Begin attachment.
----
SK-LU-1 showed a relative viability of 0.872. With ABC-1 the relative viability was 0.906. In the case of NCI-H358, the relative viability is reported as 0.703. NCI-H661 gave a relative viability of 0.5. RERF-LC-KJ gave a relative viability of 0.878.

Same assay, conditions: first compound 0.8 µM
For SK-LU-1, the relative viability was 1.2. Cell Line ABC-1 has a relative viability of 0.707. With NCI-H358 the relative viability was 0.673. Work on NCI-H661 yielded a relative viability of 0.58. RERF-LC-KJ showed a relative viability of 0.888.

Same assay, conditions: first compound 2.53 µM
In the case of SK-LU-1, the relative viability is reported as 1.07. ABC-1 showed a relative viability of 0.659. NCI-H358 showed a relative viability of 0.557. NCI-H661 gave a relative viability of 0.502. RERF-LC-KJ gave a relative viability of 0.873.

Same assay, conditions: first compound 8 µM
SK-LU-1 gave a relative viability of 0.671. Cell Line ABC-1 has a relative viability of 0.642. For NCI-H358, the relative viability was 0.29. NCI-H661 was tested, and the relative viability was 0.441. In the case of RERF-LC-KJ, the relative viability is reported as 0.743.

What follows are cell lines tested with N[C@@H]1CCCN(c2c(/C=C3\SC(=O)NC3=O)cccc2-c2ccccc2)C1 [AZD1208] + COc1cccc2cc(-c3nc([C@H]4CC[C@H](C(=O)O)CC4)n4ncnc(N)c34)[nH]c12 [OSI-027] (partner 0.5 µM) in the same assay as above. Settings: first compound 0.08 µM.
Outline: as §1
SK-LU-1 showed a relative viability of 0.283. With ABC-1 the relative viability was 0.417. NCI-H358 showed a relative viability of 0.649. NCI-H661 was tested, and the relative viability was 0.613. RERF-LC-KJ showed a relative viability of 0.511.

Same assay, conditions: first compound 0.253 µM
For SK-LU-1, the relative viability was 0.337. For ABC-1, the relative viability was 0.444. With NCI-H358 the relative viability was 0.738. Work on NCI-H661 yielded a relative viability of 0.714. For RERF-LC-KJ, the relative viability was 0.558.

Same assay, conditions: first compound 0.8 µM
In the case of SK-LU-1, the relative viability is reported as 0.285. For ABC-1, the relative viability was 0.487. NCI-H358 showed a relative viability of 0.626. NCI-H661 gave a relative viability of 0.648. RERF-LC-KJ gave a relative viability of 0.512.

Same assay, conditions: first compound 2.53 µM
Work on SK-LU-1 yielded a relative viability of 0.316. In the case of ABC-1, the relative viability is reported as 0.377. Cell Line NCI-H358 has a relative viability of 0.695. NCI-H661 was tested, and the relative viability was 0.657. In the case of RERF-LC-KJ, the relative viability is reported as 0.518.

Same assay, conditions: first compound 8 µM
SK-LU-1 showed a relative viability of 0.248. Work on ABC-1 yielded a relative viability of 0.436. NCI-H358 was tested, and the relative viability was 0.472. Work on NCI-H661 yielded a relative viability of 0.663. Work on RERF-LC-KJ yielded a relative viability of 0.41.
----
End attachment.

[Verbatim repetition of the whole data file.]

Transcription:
SK-LU-1 showed a relative viability of 0.872. With ABC-1 the relative viability was 0.906. In the case of NCI-H358, the relative viability is reported as 0.703. NCI-H661 gave a relative viability of 0.5. RERF-LC-KJ gave a relative viability of 0.878.

Same assay, conditions: first compound 0.8 µM
For SK-LU-1, the relative viability was 1.2. Cell Line ABC-1 has a relative viability of 0.707. With NCI-H358 the relative viability was 0.673. Work on NCI-H661 yielded a relative viability of 0.58. RERF-LC-KJ showed a relative viability of 0.888.

Same assay, conditions: first compound 2.53 µM
In the case of SK-LU-1, the relative viability is reported as 1.07. ABC-1 showed a relative viability of 0.659. NCI-H358 showed a relative viability of 0.557. NCI-H661 gave a relative viability of 0.502. RERF-LC-KJ gave a relative viability of 0.873.

Same assay, conditions: first compound 8 µM
SK-LU-1 gave a relative viability of 0.671. Cell Line ABC-1 has a relative viability of 0.642. For NCI-H358, the relative viability was 0.29. NCI-H661 was tested, and the relative viability was 0.441. In the case of RERF-LC-KJ, the relative viability is reported as 0.743.

What follows are cell lines tested with N[C@@H]1CCCN(c2c(/C=C3\SC(=O)NC3=O)cccc2-c2ccccc2)C1 [AZD1208] + COc1cccc2cc(-c3nc([C@H]4CC[C@H](C(=O)O)CC4)n4ncnc(N)c34)[nH]c12 [OSI-027] (partner 0.5 µM) in the same assay as above. Settings: first compound 0.08 µM.
Outline: as §1
SK-LU-1 showed a relative viability of 0.283. With ABC-1 the relative viability was 0.417. NCI-H358 showed a relative viability of 0.649. NCI-H661 was tested, and the relative viability was 0.613. RERF-LC-KJ showed a relative viability of 0.511.

Same assay, conditions: first compound 0.253 µM
For SK-LU-1, the relative viability was 0.337. For ABC-1, the relative viability was 0.444. With NCI-H358 the relative viability was 0.738. Work on NCI-H661 yielded a relative viability of 0.714. For RERF-LC-KJ, the relative viability was 0.558.

Same assay, conditions: first compound 0.8 µM
In the case of SK-LU-1, the relative viability is reported as 0.285. For ABC-1, the relative viability was 0.487. NCI-H358 showed a relative viability of 0.626. NCI-H661 gave a relative viability of 0.648. RERF-LC-KJ gave a relative viability of 0.512.

Same assay, conditions: first compound 2.53 µM
Work on SK-LU-1 yielded a relative viability of 0.316. In the case of ABC-1, the relative viability is reported as 0.377. Cell Line NCI-H358 has a relative viability of 0.695. NCI-H661 was tested, and the relative viability was 0.657. In the case of RERF-LC-KJ, the relative viability is reported as 0.518.

Same assay, conditions: first compound 8 µM
SK-LU-1 showed a relative viability of 0.248. Work on ABC-1 yielded a relative viability of 0.436. NCI-H358 was tested, and the relative viability was 0.472. Work on NCI-H661 yielded a relative viability of 0.663. Work on RERF-LC-KJ yielded a relative viability of 0.41.